Official Selection International Feature
Dir. Tobias Nölle
SMA | Friday 22 | 14:00 hrs | Cinemex Plaza la Luciérnaga
GTO | Thursday 28 | 20:00 hrs | Auditorium of the University of Guanajuato
The Richter Scale says: Why is it easier to connect with something imaginary than to something real? Why is it that we tend to relate to something we know concretely at a distance and yet we’re fully commited to something that mainly exists in our imagination? Surely there are many answers, but the most likely one is that we have more control when make that link with something imaginary, since most of what happens in that relationship is something we make up. On the other hand, connecting to a real person with feelings and frailties requires a greater risk. Aloys Adorn (Georg Friedrich) is a private investigator that records the people around him for work and then spends hours watching what he’s recorded as a hobby. He’s happy not to belong to the world of others and more now that his father just died and the only creature invading his world is his cat.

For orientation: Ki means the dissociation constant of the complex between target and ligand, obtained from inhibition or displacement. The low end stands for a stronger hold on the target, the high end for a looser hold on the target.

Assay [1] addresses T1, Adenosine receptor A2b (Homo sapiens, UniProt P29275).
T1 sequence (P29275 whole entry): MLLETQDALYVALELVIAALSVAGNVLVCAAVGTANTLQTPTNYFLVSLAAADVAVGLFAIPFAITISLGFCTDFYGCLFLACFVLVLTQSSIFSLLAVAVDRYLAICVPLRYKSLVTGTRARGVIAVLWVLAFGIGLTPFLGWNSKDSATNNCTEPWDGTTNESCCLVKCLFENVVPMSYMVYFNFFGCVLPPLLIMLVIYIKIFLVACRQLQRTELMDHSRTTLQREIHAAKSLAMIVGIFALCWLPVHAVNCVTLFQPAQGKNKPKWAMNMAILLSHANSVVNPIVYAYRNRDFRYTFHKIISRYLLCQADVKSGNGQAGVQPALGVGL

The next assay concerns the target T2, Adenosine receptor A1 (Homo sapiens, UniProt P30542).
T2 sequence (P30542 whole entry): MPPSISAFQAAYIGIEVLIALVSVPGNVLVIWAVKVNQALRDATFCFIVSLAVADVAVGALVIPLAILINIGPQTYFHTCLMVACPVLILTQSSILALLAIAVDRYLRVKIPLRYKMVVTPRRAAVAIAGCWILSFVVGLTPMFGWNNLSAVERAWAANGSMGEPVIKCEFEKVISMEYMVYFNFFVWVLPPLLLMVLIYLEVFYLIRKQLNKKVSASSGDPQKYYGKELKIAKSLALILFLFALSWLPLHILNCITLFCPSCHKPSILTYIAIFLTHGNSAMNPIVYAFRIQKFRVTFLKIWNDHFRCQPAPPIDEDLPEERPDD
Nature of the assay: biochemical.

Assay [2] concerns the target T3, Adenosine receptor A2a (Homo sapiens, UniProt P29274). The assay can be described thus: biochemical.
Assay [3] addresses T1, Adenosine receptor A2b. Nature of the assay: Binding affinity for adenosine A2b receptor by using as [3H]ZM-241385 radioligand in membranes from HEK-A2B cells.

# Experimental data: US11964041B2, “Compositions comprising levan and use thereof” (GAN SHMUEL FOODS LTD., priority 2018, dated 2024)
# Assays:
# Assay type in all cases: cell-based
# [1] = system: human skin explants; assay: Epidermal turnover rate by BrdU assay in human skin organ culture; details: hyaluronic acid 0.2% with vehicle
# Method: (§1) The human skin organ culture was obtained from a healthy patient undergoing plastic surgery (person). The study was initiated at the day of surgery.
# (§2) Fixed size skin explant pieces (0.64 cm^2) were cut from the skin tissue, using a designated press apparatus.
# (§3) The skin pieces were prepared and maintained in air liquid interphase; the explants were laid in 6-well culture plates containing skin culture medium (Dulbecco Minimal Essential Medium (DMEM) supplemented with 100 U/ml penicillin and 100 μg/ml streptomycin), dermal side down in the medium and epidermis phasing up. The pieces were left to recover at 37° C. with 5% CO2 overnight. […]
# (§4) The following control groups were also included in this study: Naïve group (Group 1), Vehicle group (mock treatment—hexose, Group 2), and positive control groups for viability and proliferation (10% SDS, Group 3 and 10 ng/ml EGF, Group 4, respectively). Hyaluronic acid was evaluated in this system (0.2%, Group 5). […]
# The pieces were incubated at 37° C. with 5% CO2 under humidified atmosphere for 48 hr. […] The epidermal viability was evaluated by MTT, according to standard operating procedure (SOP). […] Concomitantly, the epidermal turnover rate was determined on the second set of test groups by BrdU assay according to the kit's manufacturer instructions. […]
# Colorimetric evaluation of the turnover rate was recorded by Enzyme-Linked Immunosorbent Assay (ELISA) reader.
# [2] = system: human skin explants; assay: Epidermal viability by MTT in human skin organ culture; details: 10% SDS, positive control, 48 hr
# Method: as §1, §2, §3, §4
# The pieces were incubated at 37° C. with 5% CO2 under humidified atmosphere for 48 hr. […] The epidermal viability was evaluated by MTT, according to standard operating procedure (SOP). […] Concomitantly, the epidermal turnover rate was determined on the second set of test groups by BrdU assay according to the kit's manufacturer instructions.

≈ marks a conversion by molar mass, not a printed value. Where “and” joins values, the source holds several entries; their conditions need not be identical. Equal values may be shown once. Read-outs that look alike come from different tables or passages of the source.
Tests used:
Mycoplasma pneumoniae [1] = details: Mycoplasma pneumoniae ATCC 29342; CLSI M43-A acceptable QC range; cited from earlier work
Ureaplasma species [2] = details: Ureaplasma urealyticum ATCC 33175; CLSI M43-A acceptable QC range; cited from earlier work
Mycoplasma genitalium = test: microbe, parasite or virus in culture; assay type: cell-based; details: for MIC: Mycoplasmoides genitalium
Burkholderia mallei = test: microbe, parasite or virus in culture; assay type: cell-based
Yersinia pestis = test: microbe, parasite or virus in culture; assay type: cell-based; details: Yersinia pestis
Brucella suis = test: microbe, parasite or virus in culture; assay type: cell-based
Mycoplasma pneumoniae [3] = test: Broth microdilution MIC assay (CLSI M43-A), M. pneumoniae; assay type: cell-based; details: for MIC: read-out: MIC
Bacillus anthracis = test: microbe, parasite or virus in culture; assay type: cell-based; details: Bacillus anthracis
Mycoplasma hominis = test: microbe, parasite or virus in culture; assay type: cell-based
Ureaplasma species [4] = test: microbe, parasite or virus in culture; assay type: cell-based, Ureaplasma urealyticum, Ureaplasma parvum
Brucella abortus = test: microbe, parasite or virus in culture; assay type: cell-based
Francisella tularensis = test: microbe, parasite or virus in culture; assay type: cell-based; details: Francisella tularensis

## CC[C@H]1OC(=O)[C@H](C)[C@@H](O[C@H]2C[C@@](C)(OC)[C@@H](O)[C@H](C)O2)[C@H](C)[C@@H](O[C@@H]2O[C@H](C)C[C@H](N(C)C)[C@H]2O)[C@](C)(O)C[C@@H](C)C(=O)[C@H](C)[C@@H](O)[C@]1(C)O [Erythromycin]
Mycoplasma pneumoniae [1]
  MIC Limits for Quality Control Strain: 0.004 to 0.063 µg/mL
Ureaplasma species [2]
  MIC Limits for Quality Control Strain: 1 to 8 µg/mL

That changes when a mysterious woman steals his camera and if he wants to get back, he’ll have to participate in a new game called “phone-walking”. Using what she says as a guide, he imagines a world where he exists with her and as he connects further and further to the game, he’ll fall in love with this woman even though, when all is said and done, all he knows of her is his voice, even if he imagines her with the body of a neighbor (Tilde von Overbeck) who is now in the hospital. When presenting our protagonist’s loneliness and isolation, Nölle introduces a world of cold and dark colors, and only bringing in warmer and brighter colors when Aloys is immersed in his fantasy and so the audience enjoys what he’s enjoying, always aware that what he enjoys isn’t real (and of course, we see Aloys’ life the same way he sees ours and the irony is certainly not lost on the filmmaker).